"Ode to a Nightingale"
is a poem by John Keats written in May 1819 in either the garden of the Spaniards Inn, Hampstead, or, as according to Keats' friend Charles Armitage Brown, under a plum tree in the garden of Keats House, Hampstead, London.
According to Brown, a nightingale had built its nest near his home in the spring of 1819.
Inspired by the bird's song, Keats composed the poem in one day. It soon became one of his 1819 odes and was first published in Annals of the Fine Arts the following July.
John Keats. 1795–1821
MY heart aches, and a drowsy numbness pains
My sense, as though of hemlock I had drunk,
Or emptied some dull opiate to the drains
One minute past, and Lethe-
'Tis not through envy of thy happy lot,
But being too happy in thine happiness,
That thou, light-
In some melodious plot
Of beechen green, and shadows numberless,
Singest of summer in full-
O for a draught of vintage! that hath been
Cool'd a long age in the deep-
Tasting of Flora and the country-
Dance, and Provençal song, and sunburnt mirth!
O for a beaker full of the warm South!
Full of the true, the blushful Hippocrene,
With beaded bubbles winking at the brim,
That I might drink, and leave the world unseen,
And with thee fade away into the forest dim:
Fade far away, dissolve, and quite forget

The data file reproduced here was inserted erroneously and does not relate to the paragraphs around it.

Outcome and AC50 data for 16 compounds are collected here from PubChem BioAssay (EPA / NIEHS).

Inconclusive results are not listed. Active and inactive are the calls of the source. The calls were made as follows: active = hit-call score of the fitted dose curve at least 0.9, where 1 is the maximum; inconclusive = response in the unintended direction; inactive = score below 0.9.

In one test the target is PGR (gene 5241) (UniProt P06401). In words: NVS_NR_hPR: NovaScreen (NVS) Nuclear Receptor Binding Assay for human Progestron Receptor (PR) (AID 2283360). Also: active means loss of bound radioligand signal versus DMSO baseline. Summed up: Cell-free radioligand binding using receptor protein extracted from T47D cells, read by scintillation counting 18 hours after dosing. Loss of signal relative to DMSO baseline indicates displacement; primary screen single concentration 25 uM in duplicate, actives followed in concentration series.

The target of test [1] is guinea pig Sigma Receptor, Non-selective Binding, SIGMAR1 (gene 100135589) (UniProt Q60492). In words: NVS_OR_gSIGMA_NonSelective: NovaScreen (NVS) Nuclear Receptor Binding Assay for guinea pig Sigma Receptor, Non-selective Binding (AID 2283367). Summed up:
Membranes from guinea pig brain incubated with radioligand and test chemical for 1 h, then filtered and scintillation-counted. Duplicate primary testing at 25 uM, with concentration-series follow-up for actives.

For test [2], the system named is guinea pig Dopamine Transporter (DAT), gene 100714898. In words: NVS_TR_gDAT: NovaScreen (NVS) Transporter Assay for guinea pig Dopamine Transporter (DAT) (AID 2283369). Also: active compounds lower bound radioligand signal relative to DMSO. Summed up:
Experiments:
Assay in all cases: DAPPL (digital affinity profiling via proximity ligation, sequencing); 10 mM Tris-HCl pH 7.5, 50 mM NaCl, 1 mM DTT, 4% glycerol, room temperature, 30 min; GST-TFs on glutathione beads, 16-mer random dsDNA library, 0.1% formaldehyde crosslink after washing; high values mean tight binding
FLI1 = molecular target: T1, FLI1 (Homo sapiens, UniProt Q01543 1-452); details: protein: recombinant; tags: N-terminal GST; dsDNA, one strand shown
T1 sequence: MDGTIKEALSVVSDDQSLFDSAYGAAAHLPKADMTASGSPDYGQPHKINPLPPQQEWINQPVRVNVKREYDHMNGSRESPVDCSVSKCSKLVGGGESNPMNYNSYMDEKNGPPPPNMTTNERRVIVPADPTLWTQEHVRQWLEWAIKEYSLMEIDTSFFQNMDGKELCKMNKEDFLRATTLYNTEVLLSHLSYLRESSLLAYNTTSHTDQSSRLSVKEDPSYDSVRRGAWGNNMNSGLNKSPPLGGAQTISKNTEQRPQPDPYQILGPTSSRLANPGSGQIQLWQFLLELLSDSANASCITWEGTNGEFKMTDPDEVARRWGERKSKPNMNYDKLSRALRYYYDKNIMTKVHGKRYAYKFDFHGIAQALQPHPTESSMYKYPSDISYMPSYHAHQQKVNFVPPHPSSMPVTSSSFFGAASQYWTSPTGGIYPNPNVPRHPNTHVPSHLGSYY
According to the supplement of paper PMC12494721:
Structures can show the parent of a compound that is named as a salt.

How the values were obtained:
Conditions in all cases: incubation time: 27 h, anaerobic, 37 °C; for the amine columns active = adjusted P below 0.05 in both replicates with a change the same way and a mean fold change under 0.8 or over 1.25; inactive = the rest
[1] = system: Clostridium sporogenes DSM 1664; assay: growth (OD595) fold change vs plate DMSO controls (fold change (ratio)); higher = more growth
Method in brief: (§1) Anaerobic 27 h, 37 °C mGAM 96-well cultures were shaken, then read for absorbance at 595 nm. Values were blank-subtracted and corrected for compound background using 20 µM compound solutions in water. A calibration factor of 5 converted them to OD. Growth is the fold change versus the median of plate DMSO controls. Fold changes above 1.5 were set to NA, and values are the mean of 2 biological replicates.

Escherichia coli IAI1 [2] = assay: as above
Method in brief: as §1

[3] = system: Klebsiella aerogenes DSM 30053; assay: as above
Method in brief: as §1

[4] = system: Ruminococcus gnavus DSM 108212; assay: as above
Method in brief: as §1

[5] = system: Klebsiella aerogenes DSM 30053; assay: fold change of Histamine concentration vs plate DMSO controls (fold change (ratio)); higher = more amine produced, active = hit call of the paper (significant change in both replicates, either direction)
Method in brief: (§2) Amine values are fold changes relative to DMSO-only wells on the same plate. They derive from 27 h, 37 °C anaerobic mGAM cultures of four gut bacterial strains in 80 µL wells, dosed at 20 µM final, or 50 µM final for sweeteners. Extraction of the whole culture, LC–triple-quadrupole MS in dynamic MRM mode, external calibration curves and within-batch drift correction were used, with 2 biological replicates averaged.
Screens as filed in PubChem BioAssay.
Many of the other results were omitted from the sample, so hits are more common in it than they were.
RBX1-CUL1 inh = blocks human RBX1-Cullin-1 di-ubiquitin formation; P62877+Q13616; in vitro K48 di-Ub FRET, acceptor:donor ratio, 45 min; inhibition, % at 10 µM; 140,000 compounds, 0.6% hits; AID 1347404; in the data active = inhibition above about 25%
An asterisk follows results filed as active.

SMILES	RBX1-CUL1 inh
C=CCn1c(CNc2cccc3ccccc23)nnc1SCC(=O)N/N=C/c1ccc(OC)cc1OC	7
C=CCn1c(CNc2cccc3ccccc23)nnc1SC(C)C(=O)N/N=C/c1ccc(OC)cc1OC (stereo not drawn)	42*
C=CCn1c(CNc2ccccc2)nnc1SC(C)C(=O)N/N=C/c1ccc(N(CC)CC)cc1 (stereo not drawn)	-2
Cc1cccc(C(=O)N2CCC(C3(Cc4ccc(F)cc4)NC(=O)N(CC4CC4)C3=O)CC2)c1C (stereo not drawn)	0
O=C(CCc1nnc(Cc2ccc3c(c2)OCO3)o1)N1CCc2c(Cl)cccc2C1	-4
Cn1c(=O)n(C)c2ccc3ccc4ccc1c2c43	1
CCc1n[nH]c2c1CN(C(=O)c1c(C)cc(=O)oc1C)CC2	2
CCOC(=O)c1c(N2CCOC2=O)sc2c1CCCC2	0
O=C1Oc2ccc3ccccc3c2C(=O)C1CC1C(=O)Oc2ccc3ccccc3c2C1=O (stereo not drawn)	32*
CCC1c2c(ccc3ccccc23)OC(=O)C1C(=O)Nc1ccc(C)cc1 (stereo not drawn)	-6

What thou among the leaves hast never known,
The weariness, the fever, and the fret
Here, where men sit and hear each other groan;
Where palsy shakes a few, sad, last grey hairs,
Where youth grows pale, and spectre-
Where but to think is to be full of sorrow
Where beauty cannot keep her lustrous eyes,
Or new Love pine at them beyond to-
Away! away! for I will fly to thee,
Not charioted by Bacchus and his pards,
But on the viewless wings of Poesy,
Though the dull brain perplexes and retards:
Already with thee! tender is the night,35
And haply the Queen-
Cluster'd around by all her starry Fays
But here there is no light,
Save what from heaven is with the breezes blown
Through verdurous glooms and winding mossy ways.
I cannot see what flowers are at my feet,
Nor what soft incense hangs upon the boughs,
But, in embalmèd darkness, guess each sweet
Wherewith the seasonable month endows
The grass, the thicket, and the fruit-
White hawthorn, and the pastoral eglantine;
The coming musk-
The murmurous haunt of flies on summer eves.
Darkling I listen; and, for many a time
I have been half in love with easeful Death,
Call'd him soft names in many a musèd rhyme,
To take into the air my quiet breath;
Now more than ever seems it rich to die,
To cease upon the midnight with no pain,
While thou art pouring forth thy soul abroad
In such an ecstasy!
Still wouldst thou sing, and I have ears in vain—
To thy high requiem become a sod.
Thou wast not born for death, immortal Bird!
No hungry generations tread thee down;
The voice I hear this passing night was heard
In ancient days by emperor and clown:
Perhaps the self-
Through the sad heart of Ruth, when, sick for home,
She stood in tears amid the alien corn;
The same that ofttimes hath
Charm'd magic casements, opening on the foam
Of perilous seas, in faery lands forlorn.
Forlorn! the very word is like a bell
To toll me back from thee to my sole self!
Adieu! the fancy cannot cheat so well
As she is famed to do, deceiving elf.
Adieu! adieu! thy plaintive anthem fades
Past the near meadows, over the still stream,
Up the hill-
In the next valley-
Was it a vision, or a waking dream?
Fled is that music:—do I wake or sleep?